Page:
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in 2002 in pakistan and held at a secret prison in afghanistan known as the salt pit. hosed down and left in an unheated cell overnight, rahman died of hypothermia. neither prisoner had been singled out for special interrogation. they both apparently died of simple misuse or neglect. >> pelley: david, what are you hearing about the c.i.a.'s reaction to this today? >> reporter: well, this happens to be c.i.a. director leon panetta's last day on the job before he takes over as secretary of defense. none of this happened on his watch, but he is clearly pleased by the decision. he issued a statement, saying "we are now finally about to close this chapter in our agency's history." >> pelley: thank you, david. leon panetta will be taking over tomorrow for robert gates. today, president obama surprised the outgoing defense secretary with a going-away present: the medal of freedom, the nation's highest civilian award. gates was appointed by president george w. bush four and a half years ago and stayed on to help president obama manage the wars in iraq and afghanistan. we have done a number of sto
attacks against u.s. troops in afghanistan. two sources tell us that he was killed last month in pakistan by a u.s. drone. one official said to us today, "we know we got him this time." at the white house today, the president said he will begin sending condolence letters to families of troops who commit suicide in a war zone. troops who die in combat have always received this honor. but for generations, suicide victims have not been acknowledged by the president. the white house has been reviewing this policy, but mr. obama took action one week after elaine quijano first reported this story on our broadcast. elaine? >> reporter: well, scott, the president says he made the change to the condolence letter policy to remove the stigma associated with one of the unseen wounds of war-- suicide. in a written statement, the president said: the group iraq and afghanistan veterans of america, which has been advocating for more mental health programs for veterans, called the president's action long overdue. >> while we think this is a positive first step, i think a lot more needs to be done, that th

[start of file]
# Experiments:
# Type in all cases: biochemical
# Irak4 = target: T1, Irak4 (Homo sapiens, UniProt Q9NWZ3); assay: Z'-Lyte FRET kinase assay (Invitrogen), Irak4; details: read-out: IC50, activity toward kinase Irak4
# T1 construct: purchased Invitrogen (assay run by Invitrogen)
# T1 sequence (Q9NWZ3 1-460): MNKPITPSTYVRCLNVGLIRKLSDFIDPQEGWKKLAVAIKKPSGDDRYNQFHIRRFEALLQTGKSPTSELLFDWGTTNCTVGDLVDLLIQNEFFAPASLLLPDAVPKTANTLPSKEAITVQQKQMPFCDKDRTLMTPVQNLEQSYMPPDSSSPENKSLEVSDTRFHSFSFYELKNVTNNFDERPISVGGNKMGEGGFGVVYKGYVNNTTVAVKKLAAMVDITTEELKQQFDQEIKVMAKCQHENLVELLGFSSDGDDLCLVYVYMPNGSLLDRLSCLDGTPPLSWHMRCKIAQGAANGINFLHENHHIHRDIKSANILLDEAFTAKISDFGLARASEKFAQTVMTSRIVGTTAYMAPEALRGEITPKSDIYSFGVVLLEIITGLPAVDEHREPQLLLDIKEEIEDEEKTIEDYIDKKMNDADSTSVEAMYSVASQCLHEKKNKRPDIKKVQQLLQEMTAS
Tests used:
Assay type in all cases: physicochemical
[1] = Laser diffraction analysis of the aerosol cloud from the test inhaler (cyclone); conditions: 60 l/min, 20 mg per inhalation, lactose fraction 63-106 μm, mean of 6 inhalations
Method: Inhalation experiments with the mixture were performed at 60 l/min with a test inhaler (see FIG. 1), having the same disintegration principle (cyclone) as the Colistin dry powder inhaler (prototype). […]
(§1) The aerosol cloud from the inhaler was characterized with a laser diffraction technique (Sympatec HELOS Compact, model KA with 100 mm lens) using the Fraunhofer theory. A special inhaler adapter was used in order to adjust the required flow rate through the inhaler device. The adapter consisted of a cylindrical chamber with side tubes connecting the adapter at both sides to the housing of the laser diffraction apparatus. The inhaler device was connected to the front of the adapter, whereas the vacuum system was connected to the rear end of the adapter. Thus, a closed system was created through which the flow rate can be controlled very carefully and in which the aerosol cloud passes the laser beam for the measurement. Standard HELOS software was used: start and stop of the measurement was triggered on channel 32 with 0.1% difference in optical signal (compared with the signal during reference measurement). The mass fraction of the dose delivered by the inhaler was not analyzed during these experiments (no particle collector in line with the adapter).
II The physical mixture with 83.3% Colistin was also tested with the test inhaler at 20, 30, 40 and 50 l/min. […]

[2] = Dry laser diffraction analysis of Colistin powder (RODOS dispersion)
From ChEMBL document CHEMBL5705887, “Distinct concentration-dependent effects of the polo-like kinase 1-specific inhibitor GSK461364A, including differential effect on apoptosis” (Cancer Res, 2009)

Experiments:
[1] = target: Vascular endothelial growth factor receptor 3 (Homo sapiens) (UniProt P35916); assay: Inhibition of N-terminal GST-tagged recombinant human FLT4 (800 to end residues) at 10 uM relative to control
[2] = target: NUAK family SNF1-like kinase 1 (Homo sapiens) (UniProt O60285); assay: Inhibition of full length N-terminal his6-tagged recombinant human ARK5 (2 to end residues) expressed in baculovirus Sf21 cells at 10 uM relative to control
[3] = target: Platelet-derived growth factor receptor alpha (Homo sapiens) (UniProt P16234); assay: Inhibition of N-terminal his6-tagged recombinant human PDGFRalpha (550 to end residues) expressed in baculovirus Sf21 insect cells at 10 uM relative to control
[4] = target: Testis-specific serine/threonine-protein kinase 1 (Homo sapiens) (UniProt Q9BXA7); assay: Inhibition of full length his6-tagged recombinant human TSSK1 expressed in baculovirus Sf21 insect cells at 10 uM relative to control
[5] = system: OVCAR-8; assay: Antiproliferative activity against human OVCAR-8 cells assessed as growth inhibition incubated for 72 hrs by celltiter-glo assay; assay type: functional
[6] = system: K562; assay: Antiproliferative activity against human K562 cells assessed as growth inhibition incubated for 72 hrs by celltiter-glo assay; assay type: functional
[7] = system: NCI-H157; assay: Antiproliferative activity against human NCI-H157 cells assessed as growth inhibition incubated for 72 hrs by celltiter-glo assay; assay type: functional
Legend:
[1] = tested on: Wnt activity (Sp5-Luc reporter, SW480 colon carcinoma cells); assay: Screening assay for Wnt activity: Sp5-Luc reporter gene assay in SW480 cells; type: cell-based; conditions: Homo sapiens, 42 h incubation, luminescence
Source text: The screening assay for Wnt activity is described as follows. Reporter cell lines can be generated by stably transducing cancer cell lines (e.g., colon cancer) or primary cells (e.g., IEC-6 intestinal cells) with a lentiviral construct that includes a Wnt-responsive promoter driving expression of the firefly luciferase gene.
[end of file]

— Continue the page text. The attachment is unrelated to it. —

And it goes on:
in the south and to the eastern border with pakistan where al qaeda still operates. general david petraeus is retiring from the army later this month and will become the new director of the c.i.a. mandy clark spoke with him today in kabul about the way forward in afghanistan. >> reporter: the last days of general david petraeus's command have been marked by two major events: the president's decision to begin withdrawing u.s. forces and, days later, an audacious attack on one of kabul's most important hotels. general petraeus told us the assault should not be seen as a setback. do you really think that the afghan security forces are ready if they can't protect a major hotel in the capital? >> i can tell you that our special forces who were supporting-- not leading and not doing-- for the afghan forces, who saw the crisis response unit, said that they responded very courageously. in fact, that they took the loss of life with the wounded in action i think underscores that fact. >> reporter: but the training of afghan forces is uneven at best. witnesses at the hotel told us some afghan police
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